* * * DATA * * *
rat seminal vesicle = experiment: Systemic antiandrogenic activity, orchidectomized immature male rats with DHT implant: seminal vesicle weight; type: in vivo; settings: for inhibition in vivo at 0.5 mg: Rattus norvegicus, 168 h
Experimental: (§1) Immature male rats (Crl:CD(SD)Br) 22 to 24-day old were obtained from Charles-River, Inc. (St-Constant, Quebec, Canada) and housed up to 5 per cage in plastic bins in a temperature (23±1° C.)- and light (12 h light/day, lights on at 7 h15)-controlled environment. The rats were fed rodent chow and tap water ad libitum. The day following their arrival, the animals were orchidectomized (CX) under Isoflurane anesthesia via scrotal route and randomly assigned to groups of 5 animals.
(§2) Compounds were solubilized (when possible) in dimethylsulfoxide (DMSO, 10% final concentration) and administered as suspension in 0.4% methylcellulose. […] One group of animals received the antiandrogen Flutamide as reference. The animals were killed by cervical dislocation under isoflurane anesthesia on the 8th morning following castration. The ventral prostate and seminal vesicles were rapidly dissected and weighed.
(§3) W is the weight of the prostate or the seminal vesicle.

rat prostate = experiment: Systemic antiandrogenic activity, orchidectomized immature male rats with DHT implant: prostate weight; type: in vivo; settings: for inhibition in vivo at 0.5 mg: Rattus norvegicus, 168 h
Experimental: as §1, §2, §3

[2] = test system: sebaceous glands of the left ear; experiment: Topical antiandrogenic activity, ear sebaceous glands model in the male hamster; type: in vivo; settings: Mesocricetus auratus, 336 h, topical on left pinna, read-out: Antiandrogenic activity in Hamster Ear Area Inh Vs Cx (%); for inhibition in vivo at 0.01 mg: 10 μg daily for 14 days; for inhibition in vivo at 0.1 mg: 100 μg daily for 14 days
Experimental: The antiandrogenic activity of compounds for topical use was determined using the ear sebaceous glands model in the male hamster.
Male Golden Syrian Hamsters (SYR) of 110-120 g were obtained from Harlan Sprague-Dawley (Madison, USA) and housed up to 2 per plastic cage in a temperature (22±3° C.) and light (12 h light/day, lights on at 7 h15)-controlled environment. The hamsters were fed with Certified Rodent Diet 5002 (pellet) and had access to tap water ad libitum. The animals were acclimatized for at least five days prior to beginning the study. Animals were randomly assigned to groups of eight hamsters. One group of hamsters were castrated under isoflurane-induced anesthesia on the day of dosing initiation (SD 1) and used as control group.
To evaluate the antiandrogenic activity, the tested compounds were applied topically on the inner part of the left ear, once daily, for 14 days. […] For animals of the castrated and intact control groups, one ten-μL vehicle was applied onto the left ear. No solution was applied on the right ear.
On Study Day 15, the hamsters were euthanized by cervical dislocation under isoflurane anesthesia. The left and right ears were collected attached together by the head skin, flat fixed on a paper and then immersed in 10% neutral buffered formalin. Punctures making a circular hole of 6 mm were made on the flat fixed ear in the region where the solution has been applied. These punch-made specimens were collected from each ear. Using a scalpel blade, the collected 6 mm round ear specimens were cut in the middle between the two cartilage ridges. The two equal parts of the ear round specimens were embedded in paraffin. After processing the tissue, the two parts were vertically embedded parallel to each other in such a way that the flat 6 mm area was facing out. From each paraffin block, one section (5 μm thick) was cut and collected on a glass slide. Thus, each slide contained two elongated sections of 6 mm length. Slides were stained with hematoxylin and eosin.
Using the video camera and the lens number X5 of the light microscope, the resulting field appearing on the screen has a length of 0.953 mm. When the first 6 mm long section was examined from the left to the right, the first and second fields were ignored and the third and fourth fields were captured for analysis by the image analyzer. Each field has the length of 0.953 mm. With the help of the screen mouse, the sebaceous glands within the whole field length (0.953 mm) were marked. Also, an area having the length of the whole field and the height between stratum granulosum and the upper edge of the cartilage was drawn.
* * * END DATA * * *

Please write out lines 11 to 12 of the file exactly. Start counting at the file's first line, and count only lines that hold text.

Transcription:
On Study Day 15, the hamsters were euthanized by cervical dislocation under isoflurane anesthesia. The left and right ears were collected attached together by the head skin, flat fixed on a paper and then immersed in 10% neutral buffered formalin. Punctures making a circular hole of 6 mm were made on the flat fixed ear in the region where the solution has been applied. These punch-made specimens were collected from each ear. Using a scalpel blade, the collected 6 mm round ear specimens were cut in the middle between the two cartilage ridges. The two equal parts of the ear round specimens were embedded in paraffin. After processing the tissue, the two parts were vertically embedded parallel to each other in such a way that the flat 6 mm area was facing out. From each paraffin block, one section (5 μm thick) was cut and collected on a glass slide. Thus, each slide contained two elongated sections of 6 mm length. Slides were stained with hematoxylin and eosin.
Using the video camera and the lens number X5 of the light microscope, the resulting field appearing on the screen has a length of 0.953 mm. When the first 6 mm long section was examined from the left to the right, the first and second fields were ignored and the third and fourth fields were captured for analysis by the image analyzer. Each field has the length of 0.953 mm. With the help of the screen mouse, the sebaceous glands within the whole field length (0.953 mm) were marked. Also, an area having the length of the whole field and the height between stratum granulosum and the upper edge of the cartilage was drawn.